Ferris Bueller said it best: “Life moves pretty fast. If you don’t stop and look around once in a while, you could miss it.” Now, Ferris wasn’t a parent; he was just an enterprising high school student who could handle everyone and everything. But isn’t that what being a mom is all about? Whether you have one child or the makings of a basketball team, moms do so much, but a lot of it is behind the scenes so it’s easy to feel exhausted and all alone.
For all the moms out there, blogger Cameron Poynter has the words you need to hear. Because she gets it, and knows you need this. Moms are capable of doing so much, to the point where it can feel pretty isolating, but it’s not just you.
“I am the keeper of schedules, she wrote in a recent Facebook post. “Of practices, games, and lessons. Of projects, parties, and dinners. Of appointments and homework assignments.
“I am the keeper of information. Who needs food 5 minutes before a meltdown occurs and who needs space when he gets angry. Whether there are clean clothes, whether bills are paid, and whether we are out of milk.”
She goes on to write that the keepers solve problems, take the pictures, know everyone’s schedules, are on top of homework, and remind the family to do dishes, and be kind. However big, small, good, bad, these keepers can handle anything. But it can come at a price. Because as much as she knows that her husband and children love her, “sometimes being the Keeper is exhausting.”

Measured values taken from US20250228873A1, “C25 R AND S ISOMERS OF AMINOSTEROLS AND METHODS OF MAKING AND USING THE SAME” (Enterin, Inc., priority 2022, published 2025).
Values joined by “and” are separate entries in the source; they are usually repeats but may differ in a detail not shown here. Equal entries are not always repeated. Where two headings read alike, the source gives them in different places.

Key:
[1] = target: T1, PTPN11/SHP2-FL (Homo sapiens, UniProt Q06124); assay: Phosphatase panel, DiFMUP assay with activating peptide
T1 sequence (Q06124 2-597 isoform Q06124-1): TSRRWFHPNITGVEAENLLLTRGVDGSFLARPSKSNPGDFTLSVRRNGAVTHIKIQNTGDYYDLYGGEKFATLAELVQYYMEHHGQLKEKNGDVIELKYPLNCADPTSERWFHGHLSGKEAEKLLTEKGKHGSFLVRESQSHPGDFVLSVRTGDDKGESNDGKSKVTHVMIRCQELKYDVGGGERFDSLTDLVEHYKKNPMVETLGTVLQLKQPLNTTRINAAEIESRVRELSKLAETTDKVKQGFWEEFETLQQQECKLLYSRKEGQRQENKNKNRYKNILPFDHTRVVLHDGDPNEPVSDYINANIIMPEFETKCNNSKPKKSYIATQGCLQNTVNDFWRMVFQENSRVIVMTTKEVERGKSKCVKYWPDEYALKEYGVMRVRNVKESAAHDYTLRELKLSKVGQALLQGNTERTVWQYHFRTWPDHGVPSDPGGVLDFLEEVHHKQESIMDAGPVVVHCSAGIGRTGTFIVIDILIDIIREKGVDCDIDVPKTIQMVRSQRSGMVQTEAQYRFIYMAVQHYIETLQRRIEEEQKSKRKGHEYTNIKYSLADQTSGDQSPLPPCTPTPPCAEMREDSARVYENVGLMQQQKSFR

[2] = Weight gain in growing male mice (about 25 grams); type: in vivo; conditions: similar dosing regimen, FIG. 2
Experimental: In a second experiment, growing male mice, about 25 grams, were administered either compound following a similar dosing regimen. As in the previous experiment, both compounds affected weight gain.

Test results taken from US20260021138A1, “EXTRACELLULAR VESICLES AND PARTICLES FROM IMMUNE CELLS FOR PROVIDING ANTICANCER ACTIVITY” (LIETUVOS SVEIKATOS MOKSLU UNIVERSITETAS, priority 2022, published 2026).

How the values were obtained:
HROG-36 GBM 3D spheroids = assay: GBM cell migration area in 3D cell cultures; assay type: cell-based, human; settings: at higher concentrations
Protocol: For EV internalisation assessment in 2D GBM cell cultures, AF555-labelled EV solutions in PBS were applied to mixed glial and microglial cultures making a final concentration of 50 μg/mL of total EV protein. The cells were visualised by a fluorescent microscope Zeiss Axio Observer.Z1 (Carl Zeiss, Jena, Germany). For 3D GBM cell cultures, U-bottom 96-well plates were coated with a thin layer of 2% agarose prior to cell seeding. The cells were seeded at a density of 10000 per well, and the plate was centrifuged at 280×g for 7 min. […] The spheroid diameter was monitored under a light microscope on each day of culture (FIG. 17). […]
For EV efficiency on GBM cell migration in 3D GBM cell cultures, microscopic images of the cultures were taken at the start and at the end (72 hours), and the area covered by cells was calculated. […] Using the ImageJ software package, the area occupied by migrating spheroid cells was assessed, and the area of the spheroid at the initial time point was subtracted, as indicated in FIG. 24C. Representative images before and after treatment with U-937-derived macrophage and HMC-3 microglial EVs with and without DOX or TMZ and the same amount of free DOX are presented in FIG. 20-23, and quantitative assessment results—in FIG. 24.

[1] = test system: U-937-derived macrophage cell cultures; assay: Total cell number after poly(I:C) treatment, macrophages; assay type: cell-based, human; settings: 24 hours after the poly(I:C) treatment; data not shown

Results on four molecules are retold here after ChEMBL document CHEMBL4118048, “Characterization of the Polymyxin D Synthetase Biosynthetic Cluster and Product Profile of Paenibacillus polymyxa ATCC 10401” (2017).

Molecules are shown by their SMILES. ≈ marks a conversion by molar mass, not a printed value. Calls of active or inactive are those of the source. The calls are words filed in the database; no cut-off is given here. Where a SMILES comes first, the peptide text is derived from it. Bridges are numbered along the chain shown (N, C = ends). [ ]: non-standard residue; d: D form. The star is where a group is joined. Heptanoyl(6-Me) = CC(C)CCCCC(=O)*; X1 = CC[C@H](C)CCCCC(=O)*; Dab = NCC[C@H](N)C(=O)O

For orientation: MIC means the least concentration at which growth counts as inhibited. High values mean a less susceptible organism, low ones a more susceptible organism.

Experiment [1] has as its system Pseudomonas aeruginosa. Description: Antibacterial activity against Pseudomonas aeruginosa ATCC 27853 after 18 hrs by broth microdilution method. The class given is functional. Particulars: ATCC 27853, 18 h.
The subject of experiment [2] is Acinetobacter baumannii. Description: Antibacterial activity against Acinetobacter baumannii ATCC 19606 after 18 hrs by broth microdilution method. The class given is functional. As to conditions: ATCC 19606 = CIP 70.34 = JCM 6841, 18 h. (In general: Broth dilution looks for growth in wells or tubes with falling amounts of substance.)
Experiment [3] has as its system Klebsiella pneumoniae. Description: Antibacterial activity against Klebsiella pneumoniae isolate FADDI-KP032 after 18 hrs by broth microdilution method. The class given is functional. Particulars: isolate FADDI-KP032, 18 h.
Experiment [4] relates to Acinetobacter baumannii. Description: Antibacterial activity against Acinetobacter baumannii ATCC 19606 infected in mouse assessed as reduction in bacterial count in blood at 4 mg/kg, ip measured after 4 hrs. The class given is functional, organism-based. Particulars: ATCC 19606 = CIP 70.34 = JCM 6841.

She continued: “Most of the time, the weight of these things I keep resembles the upper elements on the periodic table – lighter than air, buoying me with a sense of purpose. But sometimes the weight of the things I keep pulls me down below the surface until I am kicking and struggling to break the surface and gasp for breath.
“Because all these things I keep are invisible, intangible. They go unnoticed and unacknowledged until they are missed. They are not graded or peer reviewed or ruled on by a court. And sometimes they are taken for granted.”
Poynter’s post reassures all the weary keepers out there that she sees you. And other moms do too. And sometimes, that’s all a person needs to keep on going. To know that someone out there knows you’re making a difference — even if it’s not your own family.
“I know the invisible work you do, which doesn’t come with a pay check or sick leave, is what makes the world go round.”